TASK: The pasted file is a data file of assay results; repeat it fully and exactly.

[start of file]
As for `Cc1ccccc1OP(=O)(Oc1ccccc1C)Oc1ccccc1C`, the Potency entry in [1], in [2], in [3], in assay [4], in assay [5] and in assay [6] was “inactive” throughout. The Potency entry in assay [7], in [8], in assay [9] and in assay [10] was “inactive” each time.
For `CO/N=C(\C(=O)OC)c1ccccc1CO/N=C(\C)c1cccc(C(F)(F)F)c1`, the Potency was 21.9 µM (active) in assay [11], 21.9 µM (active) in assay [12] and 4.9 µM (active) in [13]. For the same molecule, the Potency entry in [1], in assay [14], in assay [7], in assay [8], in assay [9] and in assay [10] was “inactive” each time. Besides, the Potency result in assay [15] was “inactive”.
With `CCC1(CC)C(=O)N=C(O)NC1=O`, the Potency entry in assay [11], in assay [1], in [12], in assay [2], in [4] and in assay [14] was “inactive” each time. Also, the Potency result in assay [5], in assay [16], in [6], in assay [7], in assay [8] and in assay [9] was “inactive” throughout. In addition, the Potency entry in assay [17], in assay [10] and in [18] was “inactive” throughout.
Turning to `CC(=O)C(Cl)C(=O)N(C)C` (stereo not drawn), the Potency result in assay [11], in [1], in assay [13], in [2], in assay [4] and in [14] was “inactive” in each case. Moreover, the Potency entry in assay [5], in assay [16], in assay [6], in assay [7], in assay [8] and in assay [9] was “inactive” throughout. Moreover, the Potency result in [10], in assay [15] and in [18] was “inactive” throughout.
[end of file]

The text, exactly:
As for `Cc1ccccc1OP(=O)(Oc1ccccc1C)Oc1ccccc1C`, the Potency entry in [1], in [2], in [3], in assay [4], in assay [5] and in assay [6] was “inactive” throughout. The Potency entry in assay [7], in [8], in assay [9] and in assay [10] was “inactive” each time.
For `CO/N=C(\C(=O)OC)c1ccccc1CO/N=C(\C)c1cccc(C(F)(F)F)c1`, the Potency was 21.9 µM (active) in assay [11], 21.9 µM (active) in assay [12] and 4.9 µM (active) in [13]. For the same molecule, the Potency entry in [1], in assay [14], in assay [7], in assay [8], in assay [9] and in assay [10] was “inactive” each time. Besides, the Potency result in assay [15] was “inactive”.
With `CCC1(CC)C(=O)N=C(O)NC1=O`, the Potency entry in assay [11], in assay [1], in [12], in assay [2], in [4] and in assay [14] was “inactive” each time. Also, the Potency result in assay [5], in assay [16], in [6], in assay [7], in assay [8] and in assay [9] was “inactive” throughout. In addition, the Potency entry in assay [17], in assay [10] and in [18] was “inactive” throughout.
Turning to `CC(=O)C(Cl)C(=O)N(C)C` (stereo not drawn), the Potency result in assay [11], in [1], in assay [13], in [2], in assay [4] and in [14] was “inactive” in each case. Moreover, the Potency entry in assay [5], in assay [16], in assay [6], in assay [7], in assay [8] and in assay [9] was “inactive” throughout. Moreover, the Potency result in [10], in assay [15] and in [18] was “inactive” throughout.